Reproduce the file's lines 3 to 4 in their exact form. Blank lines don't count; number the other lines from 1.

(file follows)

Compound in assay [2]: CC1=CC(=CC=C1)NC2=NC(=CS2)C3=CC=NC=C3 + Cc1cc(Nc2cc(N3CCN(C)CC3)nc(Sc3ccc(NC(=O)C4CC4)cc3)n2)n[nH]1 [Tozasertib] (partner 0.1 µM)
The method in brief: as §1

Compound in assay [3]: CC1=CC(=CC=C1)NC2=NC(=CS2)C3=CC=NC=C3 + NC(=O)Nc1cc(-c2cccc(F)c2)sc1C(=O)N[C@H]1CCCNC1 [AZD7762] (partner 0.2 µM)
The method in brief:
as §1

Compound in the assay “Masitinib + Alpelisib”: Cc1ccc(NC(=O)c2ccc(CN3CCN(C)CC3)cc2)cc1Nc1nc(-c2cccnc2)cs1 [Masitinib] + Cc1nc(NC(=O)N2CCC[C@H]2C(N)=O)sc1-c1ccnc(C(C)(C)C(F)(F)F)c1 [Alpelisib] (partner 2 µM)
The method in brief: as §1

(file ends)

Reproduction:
Compound in assay [3]: CC1=CC(=CC=C1)NC2=NC(=CS2)C3=CC=NC=C3 + NC(=O)Nc1cc(-c2cccc(F)c2)sc1C(=O)N[C@H]1CCCNC1 [AZD7762] (partner 0.2 µM)
The method in brief: